Tis the season of gift buying for many, so I thought I’d offer a few suggestions to you folks buying gifts for gardeners. In today’s installment, I’m focusing on gifts for experienced gardeners. We are the obsessed green-thumbed, dirty-fingernailed bunch you see puttering in our yards in all kinds of weather.
First, if you love us, please don’t buy us a plant — or even a package of seeds. We know you mean well, but odds are you have not been paying close enough attention to us to know which perfect plant we still want to squeeze into our landscapes. Exceptions do occur. A few years back, my mother-in-law caught me sighing over a catalog that featured a bearded iris called ‘Batik.’ She remembered the iris and the catalog, and ordered it for me for my birthday. I still think of her fondly every spring when it blooms.
Bulbs and their relatives (rhizomes, corms, tubers, etc.) are safe to buy if you know exactly which variety your Obsessed Gardener desires. For anything else, I suggest gift certificates. To hard-core gardeners like me, a gift certificate to one of my favorite nurseries is not an impersonal cop-out gift. To me, such a gift is permission to indulge in a fantasy I had not yet found room for in my budget. It is permission to splurge.
In my part of the Piedmont of North Carolina, I am lucky enough to be surrounded by many wonderful speciality nurseries. Whenever I can, I buy from one of these local sources, and if you know which local nurseries the gardener on your list favors, go forth and buy a gift certificate from one of those.
However, the nurseries I favor also operate mail-order services. So to help you southeastern Piedmonters who may not live near local speciality nurseries, here’s my short list of favorites with links to their sites in alphabetical order (so as not to play favorites).
- Camellia Forest Nursery — As you might guess, they specialize in the most spectacular camellia varieties you will ever lay eyes on. But their inventory goes far beyond camellias to many other exquisite plants. Peruse their site; you’ll see what I mean.
- Niche Gardens — This nursery emphasizes native perennials and woodies, but also features a number of choice non-native plants. Niche Gardens is the closest nursery to my house, and when they offer sales, I have great difficulty resisting temptation.
- Plant Delights Nursery — Tony Avent is the plant-obsessed genius behind this nursery. If a choice plant well-adapted to the southeastern Piedmont is out there — anywhere in the world — Tony will find it, test it in his garden, and propagate and sell it if it passes muster. If the gardener on your list loves hostas — or any of a gazillion other choice treasures — a gift certificate from this establishment will make you a hero.
- Woodlanders — This nursery is in South Carolina, but it is the best place I know of to buy small woody shrubs and trees that are hard to find elsewhere. Woodlanders sells most of our native trees and shrubs. They usually offer the straight species, and if they like some named cultivars of those species, they grow and offer those too. These folks ship small, bare-rooted plants, so I recommend this place only to seasoned gardeners. We know how to treat bare-rooted new arrivals, and how to nurture small plants into giants. I love this place because I can get small, less-expensive specimens that fit within my budget. I’m willing to be patient with them, knowing that magnificent trees and shrubs will adorn my yard after a few years. If you know a gardener like me who is willing to patiently nurture small special plants, consider giving a gift certificate from Woodlanders.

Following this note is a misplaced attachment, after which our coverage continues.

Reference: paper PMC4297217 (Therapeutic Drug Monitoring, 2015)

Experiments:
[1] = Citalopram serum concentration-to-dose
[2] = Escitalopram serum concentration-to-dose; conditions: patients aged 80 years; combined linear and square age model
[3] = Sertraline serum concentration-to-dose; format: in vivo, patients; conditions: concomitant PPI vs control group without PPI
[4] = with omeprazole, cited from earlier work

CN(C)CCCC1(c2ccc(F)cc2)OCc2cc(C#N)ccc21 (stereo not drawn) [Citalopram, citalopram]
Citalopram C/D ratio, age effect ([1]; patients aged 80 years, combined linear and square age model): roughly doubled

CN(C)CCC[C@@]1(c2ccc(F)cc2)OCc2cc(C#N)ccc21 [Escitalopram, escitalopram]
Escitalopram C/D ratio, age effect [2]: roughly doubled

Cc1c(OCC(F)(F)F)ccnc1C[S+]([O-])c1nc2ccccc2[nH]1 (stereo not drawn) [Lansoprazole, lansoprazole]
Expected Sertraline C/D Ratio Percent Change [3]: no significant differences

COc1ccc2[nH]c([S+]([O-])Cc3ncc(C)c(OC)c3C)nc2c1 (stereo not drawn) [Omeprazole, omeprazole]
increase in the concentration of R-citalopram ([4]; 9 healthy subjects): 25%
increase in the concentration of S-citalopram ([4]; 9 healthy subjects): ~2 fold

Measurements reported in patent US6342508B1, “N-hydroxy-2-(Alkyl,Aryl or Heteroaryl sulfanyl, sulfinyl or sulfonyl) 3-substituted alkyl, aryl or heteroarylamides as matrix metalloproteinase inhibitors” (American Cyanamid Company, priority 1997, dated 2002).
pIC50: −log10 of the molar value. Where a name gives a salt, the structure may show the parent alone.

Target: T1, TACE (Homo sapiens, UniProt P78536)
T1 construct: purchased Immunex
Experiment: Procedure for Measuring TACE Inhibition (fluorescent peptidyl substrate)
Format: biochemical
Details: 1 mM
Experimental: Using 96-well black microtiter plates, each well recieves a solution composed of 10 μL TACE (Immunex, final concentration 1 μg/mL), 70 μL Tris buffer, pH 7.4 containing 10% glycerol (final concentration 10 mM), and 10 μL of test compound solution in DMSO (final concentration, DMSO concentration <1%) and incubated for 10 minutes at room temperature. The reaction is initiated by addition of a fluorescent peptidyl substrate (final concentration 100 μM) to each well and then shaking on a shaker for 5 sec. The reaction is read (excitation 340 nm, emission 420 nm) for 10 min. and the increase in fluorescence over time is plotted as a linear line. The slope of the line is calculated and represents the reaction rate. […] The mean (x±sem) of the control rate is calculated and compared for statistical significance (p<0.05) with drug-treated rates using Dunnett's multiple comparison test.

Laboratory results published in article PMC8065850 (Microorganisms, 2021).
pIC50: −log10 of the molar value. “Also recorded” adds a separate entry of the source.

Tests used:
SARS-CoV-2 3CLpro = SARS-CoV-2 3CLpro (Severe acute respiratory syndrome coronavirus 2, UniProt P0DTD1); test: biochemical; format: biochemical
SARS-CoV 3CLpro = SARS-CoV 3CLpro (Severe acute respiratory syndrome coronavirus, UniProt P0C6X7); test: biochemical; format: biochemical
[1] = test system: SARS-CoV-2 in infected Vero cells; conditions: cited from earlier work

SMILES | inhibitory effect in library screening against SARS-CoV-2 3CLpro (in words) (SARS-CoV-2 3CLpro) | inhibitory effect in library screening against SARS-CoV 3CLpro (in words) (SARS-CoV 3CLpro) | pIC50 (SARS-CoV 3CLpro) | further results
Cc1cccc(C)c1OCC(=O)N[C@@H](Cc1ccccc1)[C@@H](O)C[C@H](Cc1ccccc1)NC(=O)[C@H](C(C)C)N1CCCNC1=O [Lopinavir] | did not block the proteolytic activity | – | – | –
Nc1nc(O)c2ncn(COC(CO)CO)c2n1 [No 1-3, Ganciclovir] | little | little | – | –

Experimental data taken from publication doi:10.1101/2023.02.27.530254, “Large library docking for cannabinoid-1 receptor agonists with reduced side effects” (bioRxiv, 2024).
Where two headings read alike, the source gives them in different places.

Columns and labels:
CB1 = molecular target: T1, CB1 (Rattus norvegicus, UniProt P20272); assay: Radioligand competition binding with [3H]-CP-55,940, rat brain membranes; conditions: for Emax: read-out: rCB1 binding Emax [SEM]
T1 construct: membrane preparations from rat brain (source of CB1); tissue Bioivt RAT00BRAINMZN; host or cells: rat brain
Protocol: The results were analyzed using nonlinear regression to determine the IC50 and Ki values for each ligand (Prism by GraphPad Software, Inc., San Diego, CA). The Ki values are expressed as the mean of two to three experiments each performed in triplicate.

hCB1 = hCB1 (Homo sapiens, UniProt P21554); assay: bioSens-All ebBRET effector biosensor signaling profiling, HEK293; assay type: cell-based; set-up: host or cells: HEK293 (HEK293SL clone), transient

Seasoned gardeners are also usually obsessive readers of garden-related literature. However, most of us already subscribe to the magazines we prefer, so I don’t recommend subscriptions as gifts for experienced gardeners, unless they have explicitly told you this is what they want.
Likewise, buying equipment for us is problematic. We are picky. We know what we like and what works. But if you’ve seen us eyeing our favorite garden equipment catalogs, a gift certificate from one of those will always be appreciated.
Perhaps you have a seasoned gardener on your list who is cutting back on his gardening for health or time reasons. Trust me, such folks still love gardens, even if they can’t be active in their own personal Edens anymore. Most gardeners in this category enthusiastically support one or more public garden, usually one in their region. If you know which public garden your less-active seasoned gardener supports, consider giving a donation in his name to that organization.
Even those of us who still actively garden appreciate it when our friends and family donate to our favorite public garden in our names. Personally, I am always delighted when one of my friends or family members honors me with a donation to the North Carolina Botanical Garden in Chapel Hill, NC.
That should be more than enough to help anyone seeking gift ideas for the serious gardeners on your list. Next time, I”ll offer gift suggestions for less-experienced gardeners.